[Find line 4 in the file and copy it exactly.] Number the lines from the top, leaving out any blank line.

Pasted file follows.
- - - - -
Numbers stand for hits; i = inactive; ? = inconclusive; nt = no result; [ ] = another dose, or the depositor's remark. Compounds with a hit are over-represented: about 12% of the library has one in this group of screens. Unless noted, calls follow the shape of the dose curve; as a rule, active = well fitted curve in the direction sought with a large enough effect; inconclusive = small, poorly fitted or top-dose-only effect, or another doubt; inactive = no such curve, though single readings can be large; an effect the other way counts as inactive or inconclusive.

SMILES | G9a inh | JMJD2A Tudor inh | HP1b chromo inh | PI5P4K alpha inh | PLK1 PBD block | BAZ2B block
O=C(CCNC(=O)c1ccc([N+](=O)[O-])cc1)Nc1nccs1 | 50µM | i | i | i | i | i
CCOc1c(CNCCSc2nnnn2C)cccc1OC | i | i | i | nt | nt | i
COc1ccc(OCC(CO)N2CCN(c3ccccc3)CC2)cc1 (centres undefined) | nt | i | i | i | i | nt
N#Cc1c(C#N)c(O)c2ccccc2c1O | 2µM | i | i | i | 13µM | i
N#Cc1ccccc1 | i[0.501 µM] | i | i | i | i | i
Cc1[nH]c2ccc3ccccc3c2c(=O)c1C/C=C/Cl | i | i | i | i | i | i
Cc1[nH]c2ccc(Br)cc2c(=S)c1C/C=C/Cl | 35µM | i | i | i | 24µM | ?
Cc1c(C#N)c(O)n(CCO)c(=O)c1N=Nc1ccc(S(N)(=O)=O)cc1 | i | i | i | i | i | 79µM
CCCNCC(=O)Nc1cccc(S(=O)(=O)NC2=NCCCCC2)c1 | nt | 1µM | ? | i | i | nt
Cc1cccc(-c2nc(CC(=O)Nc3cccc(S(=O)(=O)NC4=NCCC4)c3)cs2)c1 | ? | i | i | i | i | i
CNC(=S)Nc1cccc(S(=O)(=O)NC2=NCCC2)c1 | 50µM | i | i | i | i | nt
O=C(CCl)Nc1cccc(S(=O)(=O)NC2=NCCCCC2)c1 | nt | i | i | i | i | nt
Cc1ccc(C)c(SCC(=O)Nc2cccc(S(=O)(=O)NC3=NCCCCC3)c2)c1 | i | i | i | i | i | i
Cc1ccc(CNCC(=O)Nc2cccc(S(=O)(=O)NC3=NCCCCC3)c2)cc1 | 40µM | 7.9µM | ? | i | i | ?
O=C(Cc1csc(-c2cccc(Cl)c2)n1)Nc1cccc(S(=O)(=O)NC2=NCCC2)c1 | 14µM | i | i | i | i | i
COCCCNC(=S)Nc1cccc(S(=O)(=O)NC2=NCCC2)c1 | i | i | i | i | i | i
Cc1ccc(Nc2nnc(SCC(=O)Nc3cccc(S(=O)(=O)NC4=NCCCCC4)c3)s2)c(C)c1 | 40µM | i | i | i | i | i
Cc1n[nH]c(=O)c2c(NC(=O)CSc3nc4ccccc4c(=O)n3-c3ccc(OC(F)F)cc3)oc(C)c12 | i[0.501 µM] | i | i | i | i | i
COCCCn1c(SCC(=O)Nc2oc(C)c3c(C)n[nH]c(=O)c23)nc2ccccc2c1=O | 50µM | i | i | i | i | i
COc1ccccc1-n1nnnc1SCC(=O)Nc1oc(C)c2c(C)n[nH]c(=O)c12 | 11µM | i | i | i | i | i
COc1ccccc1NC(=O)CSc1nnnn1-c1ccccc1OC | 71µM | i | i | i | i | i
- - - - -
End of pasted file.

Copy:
CCOc1c(CNCCSc2nnnn2C)cccc1OC | i | i | i | nt | nt | i